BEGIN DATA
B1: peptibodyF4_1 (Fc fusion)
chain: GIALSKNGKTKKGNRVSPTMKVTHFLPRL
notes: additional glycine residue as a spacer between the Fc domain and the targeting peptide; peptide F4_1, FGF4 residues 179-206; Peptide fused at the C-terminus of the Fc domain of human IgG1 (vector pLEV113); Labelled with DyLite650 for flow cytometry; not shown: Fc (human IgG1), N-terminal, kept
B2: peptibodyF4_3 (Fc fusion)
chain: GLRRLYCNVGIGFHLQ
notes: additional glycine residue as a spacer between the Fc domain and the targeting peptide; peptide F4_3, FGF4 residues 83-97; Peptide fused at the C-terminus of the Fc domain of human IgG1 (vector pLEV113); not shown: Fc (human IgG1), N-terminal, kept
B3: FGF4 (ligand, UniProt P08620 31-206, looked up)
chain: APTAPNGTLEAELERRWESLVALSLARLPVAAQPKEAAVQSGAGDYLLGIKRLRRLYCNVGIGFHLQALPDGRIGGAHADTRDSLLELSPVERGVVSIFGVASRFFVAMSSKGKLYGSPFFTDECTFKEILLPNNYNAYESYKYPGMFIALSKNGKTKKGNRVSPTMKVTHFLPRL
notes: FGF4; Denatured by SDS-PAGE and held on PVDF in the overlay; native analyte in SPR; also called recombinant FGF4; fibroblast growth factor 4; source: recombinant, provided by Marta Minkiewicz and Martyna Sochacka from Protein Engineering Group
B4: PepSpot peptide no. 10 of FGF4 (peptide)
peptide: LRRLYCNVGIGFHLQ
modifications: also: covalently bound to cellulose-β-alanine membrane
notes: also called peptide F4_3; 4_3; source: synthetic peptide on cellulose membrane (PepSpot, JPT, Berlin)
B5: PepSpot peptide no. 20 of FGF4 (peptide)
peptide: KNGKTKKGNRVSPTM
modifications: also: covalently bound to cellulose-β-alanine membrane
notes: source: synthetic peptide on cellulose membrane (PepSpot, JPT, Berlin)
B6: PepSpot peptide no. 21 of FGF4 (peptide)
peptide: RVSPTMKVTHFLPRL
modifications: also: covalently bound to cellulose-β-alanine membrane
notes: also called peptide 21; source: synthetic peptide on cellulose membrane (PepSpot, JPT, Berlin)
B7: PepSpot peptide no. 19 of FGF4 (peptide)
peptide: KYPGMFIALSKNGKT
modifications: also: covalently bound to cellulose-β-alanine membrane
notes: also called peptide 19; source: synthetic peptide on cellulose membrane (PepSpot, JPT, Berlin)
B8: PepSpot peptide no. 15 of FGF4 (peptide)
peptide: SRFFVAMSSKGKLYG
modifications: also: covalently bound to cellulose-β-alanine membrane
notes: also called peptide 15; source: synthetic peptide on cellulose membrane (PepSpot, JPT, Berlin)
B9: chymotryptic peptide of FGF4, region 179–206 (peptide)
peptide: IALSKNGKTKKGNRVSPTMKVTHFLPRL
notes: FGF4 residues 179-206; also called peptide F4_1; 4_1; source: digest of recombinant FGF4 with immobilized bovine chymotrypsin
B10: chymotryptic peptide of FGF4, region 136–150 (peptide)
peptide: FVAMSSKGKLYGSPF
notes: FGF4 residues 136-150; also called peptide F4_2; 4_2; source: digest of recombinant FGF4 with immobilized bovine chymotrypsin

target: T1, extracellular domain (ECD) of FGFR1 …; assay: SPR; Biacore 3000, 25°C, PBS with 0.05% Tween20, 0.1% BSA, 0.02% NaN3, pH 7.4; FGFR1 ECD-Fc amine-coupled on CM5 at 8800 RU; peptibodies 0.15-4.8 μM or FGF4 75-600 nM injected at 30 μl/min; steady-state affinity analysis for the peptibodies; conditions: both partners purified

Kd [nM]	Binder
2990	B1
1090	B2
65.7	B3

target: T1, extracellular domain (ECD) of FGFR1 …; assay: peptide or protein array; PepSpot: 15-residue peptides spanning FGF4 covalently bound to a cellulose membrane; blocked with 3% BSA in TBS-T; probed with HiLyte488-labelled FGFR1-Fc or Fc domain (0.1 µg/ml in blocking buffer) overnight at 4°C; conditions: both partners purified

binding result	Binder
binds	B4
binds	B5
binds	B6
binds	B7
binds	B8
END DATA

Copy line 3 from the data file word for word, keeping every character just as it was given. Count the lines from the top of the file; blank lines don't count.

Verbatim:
notes: additional glycine residue as a spacer between the Fc domain and the targeting peptide; peptide F4_1, FGF4 residues 179-206; Peptide fused at the C-terminus of the Fc domain of human IgG1 (vector pLEV113); Labelled with DyLite650 for flow cytometry; not shown: Fc (human IgG1), N-terminal, kept